Urine test may reveal lung cancer risk
Chiucago (IL) - Most of us poor smokers like to think we'll be one of the lucky ones who makes it to 100 unscathed. And now researchers think they may soon be able to tell which of us will, through a simple urine test.
Only about one in 10 smokers gets lung cancer. "A history of smoking has always been thought of as a predictor of lung cancer, but it is actually not very accurate," said Jian-Min Yuan, associate professor of public health at the University of Minnesota. "Smoking absolutely increases your risk, but why it does so in some people but not others is a big question."
Researchers collected data from over 80,000 men and women, carrying out in-person interviews to assess levels of cigarette smoking, dietary and other lifestyle factors. They also collected blood and urine samples from more than 50,000 patients.
The nicotine metabolite NNAL had been shown to induce lung cancer in laboratory animals, but the effect in humans hadn't yet been studied. To evaluate its impact, researchers identified 246 current smokers who later developed lung cancer and 245 smokers who did not during the 10-year period following the initial interview and collection of urine samples.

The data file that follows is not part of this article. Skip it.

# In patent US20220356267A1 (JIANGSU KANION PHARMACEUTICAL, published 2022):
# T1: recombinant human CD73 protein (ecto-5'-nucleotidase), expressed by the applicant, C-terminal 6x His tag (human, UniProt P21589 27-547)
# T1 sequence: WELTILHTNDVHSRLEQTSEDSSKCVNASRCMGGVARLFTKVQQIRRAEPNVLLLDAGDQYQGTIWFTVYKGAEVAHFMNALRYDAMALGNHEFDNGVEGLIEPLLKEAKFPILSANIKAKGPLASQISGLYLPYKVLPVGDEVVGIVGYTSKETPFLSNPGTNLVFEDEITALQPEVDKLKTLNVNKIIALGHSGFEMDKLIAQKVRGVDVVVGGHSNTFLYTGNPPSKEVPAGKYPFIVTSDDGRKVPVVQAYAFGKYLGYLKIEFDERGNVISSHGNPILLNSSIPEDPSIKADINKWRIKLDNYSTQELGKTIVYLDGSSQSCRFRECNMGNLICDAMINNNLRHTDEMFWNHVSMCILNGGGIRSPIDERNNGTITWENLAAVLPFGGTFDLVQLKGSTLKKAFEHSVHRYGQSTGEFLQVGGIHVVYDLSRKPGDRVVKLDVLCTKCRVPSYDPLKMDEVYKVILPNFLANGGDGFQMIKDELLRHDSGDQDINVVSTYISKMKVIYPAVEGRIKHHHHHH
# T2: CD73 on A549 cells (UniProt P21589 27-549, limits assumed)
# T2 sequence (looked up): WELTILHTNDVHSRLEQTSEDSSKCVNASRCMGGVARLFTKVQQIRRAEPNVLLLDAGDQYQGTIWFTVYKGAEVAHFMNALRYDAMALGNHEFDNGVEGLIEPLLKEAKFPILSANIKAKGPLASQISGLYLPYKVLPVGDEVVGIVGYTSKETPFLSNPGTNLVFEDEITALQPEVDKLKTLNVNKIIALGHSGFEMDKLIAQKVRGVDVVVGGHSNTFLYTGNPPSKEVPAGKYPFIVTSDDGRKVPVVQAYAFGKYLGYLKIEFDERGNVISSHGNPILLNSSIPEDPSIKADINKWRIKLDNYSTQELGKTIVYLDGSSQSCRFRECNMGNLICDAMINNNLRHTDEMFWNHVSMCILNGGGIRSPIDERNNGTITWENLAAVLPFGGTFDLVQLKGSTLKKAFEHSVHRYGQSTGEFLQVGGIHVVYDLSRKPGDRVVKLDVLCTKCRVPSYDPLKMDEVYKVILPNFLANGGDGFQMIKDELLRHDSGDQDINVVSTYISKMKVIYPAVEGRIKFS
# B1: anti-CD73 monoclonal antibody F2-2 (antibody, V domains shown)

Patients with a mid-range level of NNAL had a 43 per cent increased risk of lung cancer compared with those with the lowest levels, while those at the highest level had more than double the risk of lung cancer, after taking into account the effect of number of cigarettes per day and number of years of smoking.
Levels of nicotine in the urine were also calculated. Those with the highest levels of nicotine and NNAL had eight and a half times the risk of lung cancer compared with smokers who had the lowest levels after accounting for smoking history.
"Smoking leads to lung cancer, but there are about 60 possible carcinogens in tobacco smoke, and the more accurately we can identify the culprit, the better we will become at predicting risk," said Yuan.
The results were presented at the American Association for Cancer Research 100th Annual Meeting 2009.